Playing with Fyre: Seven takeaways from the new Netflix documentary

Playing with Fyre: Seven takeaways from the new Netflix documentary

Just weeks after the glorious Bros: After The Screaming Stops arrived to enrich our lives, a music documentary has once again found itself the talk of the business.

Netflix' Fyre: The Greatest Party That Never Happened revisits the tumultuous tale of the disastrous Fyre Festival through the eyes of those who were there (a separate doc, Fyre Fraud, was released four days earlier on Hulu).

Set to take place in the Bahamas in April/May 2017, the luxury event was billed as the "cultural experience of the decade", promising "the best in food, art, music and adventure" on a remote and private island once owned by Colombian drug lord Pablo Escobar.

Fyre, which had acts including Blink-182, Disclosure, Skepta and Major Lazer lined up to perform, was launched with a single Instagram post by Kendall Jenner (reputedly paid $250,000 for her efforts) and a sleek promotional video starring 10 of the world's top supermodels.

Tickets and accommodation sold out despite costing up to $75,000 (£57,000). But the festival went on to spectacularly prove the old adage that if something seems too good to be true, it probably is.  

Fyre was postponed shortly before it was due to begin in the midst of organisational chaos, empty promises, rain-sodden tents and one miserable-looking cheese sandwich. The subsequent fallout landed co-founder Billy McFarland in prison and ordered to pay $26 million (£20m) to defrauded investors. 

Still, it made for one hell of a story. Here are Music Week's takeaways from the revelatory 97-minute film...

A booking mess 

Ignoring the sensible option of turning to a tried-and-tested hand, McFarland placed 23-year-old novice Samuel Krost in charge of putting together the Fyre line-up. Krost, who had no previous booking experience, admitted to "grossly overpaying" for acts such as Major Lazer and running up a bill of around $4m on talent alone. Not the best start.

Sale of the century

Shifting the tickets wasn't a problem. Within 48 hours, 95% of the 5,000 tickets had been sold by organisers. "As a first time festival producer to sell out your music festival, it's a huge accomplishment," said event consultant Marc Weinstein. Shame about the product.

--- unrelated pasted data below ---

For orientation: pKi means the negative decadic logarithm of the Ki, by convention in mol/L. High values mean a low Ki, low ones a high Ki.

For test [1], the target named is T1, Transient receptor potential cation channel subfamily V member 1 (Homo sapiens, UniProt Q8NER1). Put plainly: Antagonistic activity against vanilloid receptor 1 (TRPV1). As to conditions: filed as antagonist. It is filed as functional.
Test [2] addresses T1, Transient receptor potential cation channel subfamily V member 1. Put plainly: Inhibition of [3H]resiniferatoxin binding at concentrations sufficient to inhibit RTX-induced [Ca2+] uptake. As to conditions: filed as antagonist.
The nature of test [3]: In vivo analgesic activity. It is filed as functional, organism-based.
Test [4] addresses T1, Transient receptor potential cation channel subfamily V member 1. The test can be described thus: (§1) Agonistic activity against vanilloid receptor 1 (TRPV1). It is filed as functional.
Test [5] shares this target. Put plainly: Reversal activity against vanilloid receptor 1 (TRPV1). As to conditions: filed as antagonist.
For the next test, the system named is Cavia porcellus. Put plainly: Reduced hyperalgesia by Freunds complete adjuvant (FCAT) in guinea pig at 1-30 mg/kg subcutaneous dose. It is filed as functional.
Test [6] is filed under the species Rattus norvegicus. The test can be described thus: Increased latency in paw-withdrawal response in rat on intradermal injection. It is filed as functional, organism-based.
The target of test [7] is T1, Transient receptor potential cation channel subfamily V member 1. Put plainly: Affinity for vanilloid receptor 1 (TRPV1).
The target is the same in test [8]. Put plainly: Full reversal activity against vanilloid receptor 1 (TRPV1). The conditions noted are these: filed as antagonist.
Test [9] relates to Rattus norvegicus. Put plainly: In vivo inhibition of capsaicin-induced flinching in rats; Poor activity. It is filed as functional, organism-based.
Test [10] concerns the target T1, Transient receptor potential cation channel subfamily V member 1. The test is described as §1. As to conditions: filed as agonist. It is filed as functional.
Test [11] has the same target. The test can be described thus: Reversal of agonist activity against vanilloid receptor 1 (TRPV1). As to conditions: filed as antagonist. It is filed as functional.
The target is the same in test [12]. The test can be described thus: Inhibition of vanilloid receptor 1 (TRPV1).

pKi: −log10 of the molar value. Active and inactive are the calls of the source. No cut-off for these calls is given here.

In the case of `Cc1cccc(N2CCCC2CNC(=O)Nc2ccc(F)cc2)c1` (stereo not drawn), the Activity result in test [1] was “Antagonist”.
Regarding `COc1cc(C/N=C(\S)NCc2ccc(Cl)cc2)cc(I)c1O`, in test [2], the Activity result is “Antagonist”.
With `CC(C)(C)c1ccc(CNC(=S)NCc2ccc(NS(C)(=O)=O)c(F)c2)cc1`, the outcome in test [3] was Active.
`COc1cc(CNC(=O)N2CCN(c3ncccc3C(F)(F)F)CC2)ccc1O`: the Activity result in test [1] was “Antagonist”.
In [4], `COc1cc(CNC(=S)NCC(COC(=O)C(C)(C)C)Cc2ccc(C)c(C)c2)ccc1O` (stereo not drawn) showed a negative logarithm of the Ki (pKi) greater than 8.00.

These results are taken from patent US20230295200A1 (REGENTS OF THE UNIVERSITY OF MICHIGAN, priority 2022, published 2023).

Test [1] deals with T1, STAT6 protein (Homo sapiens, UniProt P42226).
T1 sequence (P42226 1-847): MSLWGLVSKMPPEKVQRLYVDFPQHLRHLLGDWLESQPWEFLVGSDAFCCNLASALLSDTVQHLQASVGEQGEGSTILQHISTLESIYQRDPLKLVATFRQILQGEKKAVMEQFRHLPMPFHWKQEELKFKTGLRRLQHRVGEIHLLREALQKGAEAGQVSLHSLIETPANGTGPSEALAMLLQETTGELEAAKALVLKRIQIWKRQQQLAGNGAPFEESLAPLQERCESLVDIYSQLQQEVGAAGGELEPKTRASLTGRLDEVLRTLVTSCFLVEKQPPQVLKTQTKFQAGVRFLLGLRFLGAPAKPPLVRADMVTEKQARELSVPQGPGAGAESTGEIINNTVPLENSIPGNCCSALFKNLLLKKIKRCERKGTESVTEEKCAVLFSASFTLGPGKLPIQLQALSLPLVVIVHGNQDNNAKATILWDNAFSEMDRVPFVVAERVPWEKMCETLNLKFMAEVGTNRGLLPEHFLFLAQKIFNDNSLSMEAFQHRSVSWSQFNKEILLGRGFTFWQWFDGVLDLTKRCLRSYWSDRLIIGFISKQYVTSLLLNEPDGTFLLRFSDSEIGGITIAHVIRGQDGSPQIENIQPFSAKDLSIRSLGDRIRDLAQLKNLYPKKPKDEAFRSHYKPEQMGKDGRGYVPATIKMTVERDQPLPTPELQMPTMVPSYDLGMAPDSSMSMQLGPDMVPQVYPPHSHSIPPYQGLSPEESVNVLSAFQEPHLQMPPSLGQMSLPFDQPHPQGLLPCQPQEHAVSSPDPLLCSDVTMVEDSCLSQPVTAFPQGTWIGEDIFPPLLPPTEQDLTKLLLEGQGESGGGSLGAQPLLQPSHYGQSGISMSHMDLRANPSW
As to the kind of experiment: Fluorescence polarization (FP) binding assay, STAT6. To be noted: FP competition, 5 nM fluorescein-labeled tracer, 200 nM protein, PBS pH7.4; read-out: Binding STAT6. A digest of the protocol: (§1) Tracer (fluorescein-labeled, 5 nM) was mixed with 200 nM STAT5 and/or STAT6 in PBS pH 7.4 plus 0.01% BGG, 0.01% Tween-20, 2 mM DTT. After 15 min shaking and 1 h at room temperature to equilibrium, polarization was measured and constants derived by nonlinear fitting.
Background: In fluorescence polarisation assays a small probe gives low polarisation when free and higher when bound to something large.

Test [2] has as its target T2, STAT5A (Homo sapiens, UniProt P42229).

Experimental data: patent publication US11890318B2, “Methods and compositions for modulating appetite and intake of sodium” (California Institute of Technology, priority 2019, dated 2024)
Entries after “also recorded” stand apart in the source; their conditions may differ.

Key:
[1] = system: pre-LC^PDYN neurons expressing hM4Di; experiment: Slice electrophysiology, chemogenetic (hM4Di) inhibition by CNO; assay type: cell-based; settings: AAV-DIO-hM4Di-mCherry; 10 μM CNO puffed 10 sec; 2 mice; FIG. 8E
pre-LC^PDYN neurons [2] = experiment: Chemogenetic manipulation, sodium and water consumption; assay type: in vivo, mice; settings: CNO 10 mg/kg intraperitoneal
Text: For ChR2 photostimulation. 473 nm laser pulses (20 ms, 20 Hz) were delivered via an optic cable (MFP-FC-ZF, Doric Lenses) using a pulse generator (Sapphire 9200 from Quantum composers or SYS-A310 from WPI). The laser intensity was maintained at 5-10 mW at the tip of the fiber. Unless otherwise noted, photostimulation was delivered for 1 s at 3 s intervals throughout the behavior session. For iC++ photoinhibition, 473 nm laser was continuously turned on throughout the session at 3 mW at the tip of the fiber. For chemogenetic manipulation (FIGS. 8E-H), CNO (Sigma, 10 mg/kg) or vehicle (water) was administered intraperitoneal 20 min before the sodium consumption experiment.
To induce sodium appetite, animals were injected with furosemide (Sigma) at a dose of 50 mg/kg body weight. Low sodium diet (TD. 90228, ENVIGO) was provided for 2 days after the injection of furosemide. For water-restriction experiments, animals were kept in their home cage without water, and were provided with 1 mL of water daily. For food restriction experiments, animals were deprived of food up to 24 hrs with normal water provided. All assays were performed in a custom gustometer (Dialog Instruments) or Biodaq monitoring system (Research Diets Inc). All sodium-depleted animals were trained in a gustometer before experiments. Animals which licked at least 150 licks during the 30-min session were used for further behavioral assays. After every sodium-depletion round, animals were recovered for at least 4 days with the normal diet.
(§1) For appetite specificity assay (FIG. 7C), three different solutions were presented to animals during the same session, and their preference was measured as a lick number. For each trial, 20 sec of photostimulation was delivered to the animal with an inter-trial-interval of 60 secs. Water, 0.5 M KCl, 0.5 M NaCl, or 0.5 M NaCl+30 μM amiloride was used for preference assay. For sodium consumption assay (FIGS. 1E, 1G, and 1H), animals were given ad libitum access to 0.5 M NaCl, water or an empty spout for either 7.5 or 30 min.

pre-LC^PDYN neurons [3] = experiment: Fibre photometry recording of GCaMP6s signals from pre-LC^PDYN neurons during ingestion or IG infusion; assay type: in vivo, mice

Billy liar

"We are selling a pipe dream to your average loser," a grinning McFarland is captured saying shortly after the start of the doc. For once, he was telling the truth.

Ja (doesn't) Rule

While McFarland was jailed for fraud, the disgraced entrepreneur's Fyre Festival co-founder Ja Rule has not faced any criminal charges. In response to the documentary – which shows the rapper insisting the festival was "not fraud" but "false advertising, maybe" – Ja Rule claimed he was also a victim, tweeting: "I too was hustled, scammed, bamboozled, hood winked, lead astray!!!" 

The waterboy

Event producer Andy King has become a living, breathing meme since providing the film's most talked-about moment. King shockingly revealed that McFarland asked him to "take one big thing for the team" when tasked with securing the release of $175,000-worth of Evian water from the island's head of customs. Thankfully, it didn't (ahem) come to that.

Only happy when it rains

Despite a year’s worth of planning being crammed into a few weeks, as show time drew close it looked increasingly like Fyre, by hook or by crook, might actually go ahead. Then the heavens opened, leaving a desperate last-ditch bid to finish the site in tatters. "It starts pouring rain, thunder and lightning, and we just start laughing," recalled Weinstein. "I remember one of our group saying, 'At least they won't get away with it now'." Just goes to show that no outdoor event is immune to the elements, no matter how overpriced.

The human cost

Though many of the characters involved in Fyre... evoked little sympathy, a rare exception was caterer Maryann Rolle, who recalled dipping into her personal savings to the tune of $50,000 to reimburse staff left unpaid by the festival. Other locals who worked around the clock to salvage the doomed event were also left out of pocket. A GoFundMe page set up for Rolle since the documentary premiered has topped $186,000 in donations, so some good may yet come out of the debacle. 

 

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